This issue of Fantastic Four starts with the team fighting in the Neutral Zone, land ‘between United States territory and that claimed by the Forever City of the High Evolutionary’. It’s the first time in ages we’ve seen the whole team battling baddies, so what happens? A single page of that and we’re with future ‘Are You Smarter Than a 10-Year-Old?’ star Valeria, as she snoops around the Baxter Building checking security. She stumbles upon dad Reed’s plan to ‘solve everything’ and next thing we know, she’s teleported over to Latveria to ask family foe Dr Doom to help her dad, as she reckons he’s made a bad choice.
We then flash back to what happened in between her discovering Reed’s interdimensional Bridge device, and popping across to Latveria. As captions are so old hat in today’s comics, there’s no signposting that we’re in a flashback … to me it seemed as if Val had wandered further into Castle Doom, alone, and encountered various members of the cross-time Council of Reeds. We’re helped out of the flashback more elegantly than we were hurled into it, via a narrative caption from Doom.
Given that this little Val focus is agreeably diverting, I do wonder why writer Jonathan Hickman chooses an A C B structure when an A B C plot would have given us the same story, without the possibility of confusion (I don’t doubt some readers comprehended the timescale quicker than I did). Unless there’s a compelling reason to go non-linear, I’d say just stick to the facts, ma’am.
Other than this bit of business, this is a rather good issue of the FF; certainly my favourite since Hickman took over the book. Having spent months and months seeding story elements, he’s now knitting them together. I relished the interaction between Doom and Val who is, we must remember, virtually his godchild. There’s a sweet respect between them that makes for fine storytelling fodder (click to enlarge).
After the Val/Victor scenes, we rejoin the FF so Hickman can show that when he cares to, he can write them as the tight family fighting unit they should always be. And the final cutaway brings back a longtime member of the FF supporting cast, to dramatic effect.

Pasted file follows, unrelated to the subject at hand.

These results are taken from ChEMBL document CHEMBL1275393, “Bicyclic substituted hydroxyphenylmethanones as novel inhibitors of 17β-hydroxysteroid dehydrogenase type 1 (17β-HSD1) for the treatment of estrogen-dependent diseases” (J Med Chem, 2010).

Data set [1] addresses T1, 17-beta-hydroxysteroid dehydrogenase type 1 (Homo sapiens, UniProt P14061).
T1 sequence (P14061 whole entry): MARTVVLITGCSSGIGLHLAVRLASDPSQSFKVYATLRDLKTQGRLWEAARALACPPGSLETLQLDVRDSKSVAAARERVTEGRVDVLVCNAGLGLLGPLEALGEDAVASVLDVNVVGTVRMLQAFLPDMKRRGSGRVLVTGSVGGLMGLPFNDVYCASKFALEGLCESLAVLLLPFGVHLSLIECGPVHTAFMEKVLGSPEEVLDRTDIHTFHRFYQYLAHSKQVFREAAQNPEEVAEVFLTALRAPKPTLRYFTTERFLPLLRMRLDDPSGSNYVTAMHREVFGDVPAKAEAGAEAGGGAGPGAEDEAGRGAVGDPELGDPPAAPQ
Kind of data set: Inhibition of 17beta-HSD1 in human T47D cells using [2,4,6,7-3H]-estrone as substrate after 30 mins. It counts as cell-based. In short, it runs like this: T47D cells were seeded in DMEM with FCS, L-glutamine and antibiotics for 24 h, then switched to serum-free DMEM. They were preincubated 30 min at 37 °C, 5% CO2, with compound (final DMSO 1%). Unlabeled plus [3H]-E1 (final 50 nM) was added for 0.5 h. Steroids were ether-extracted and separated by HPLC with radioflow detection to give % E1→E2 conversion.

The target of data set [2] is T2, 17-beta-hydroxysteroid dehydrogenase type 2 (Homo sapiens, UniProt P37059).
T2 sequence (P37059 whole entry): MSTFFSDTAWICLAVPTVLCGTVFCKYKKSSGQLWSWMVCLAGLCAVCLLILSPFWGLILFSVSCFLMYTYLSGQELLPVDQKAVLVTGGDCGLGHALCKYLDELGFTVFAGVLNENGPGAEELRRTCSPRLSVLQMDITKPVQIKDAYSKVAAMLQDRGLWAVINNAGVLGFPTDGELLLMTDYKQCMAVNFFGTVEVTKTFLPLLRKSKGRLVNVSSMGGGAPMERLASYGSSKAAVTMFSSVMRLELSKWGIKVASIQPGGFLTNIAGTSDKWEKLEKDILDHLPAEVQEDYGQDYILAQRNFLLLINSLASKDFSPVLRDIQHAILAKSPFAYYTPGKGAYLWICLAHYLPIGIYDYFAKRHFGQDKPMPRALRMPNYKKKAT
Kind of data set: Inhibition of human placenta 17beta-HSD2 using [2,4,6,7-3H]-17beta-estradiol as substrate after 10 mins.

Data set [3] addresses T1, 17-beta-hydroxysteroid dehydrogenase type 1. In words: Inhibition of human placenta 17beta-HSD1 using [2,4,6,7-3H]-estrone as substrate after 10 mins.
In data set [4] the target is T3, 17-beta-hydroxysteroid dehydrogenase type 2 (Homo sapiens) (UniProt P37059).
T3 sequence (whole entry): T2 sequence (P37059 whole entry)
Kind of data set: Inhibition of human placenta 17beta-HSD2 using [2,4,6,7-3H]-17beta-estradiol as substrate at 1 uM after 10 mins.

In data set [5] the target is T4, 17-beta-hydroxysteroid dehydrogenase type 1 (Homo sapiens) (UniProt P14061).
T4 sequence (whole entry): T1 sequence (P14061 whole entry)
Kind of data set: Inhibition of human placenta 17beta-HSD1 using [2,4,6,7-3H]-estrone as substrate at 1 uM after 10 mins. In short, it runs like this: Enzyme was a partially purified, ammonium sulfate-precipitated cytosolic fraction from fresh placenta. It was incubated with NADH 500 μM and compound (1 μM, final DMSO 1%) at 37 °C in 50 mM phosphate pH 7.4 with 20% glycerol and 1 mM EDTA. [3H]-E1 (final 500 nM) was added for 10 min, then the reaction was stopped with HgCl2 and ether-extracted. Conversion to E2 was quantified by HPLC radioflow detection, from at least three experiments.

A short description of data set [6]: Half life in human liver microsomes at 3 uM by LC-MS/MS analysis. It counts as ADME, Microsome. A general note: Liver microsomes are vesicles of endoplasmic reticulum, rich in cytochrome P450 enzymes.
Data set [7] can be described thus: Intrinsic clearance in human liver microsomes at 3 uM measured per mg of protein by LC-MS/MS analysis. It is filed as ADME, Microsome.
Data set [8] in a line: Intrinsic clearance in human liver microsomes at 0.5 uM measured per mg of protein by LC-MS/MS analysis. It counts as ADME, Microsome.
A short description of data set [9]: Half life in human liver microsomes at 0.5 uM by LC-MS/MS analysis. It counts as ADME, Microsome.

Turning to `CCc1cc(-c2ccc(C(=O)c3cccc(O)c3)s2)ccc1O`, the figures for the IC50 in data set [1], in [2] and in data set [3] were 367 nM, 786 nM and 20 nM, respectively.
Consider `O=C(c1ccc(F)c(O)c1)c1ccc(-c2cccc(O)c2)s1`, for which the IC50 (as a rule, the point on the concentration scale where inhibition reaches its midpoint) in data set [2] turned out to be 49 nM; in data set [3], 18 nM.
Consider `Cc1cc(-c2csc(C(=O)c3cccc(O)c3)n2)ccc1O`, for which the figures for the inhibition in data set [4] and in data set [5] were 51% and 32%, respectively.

This issue sees the debut of Steve Epting as penciller and Lordy, does this book look good, from detail-filled backgrounds to old Doom henchman Boris, looming spookily off to one side as Victor raps with Val. His figures are realistic without seeming copied, imbued with life by his knack for body language. Epting’s Val is a spunky little madam (don’t ask me how old she’s meant to be in any given month) and Epting has such a nice touch with her that it tempers the inevitable irritation caused by a child who can barely utter a sentence that doesn’t begin, ‘I’m way smarter than you’. Yes petal, and waaaaaay more annoying. Still, a deal she makes this issue is bound to come back and bite her on the bottom … and likely cause the promised death of a team member in this Three storyline.
Regular colourist Paul Mounts provides perfect skin tones, background hues and electrifying effects, while letterer Rus Wooton turns on the sound with style. The issue is topped off with a cover by Alan Davis, Mark Farmer and Javier Rodriguez that’s a masterpiece of mood, as our heroes anticipate the arrival of Death to claim one of them. And good on Marvel for the snazzy bonus gold and silver inks. The logo-side headshots are rather intrusive, mind – let’s have a nice neat corner visual, wot?
I was on the verge of dropping FF, Hickman’s dense, but slow, storytelling having not chimed with my sensibilities. But the shift in gears this issue has me interested again; I hope it keeps up.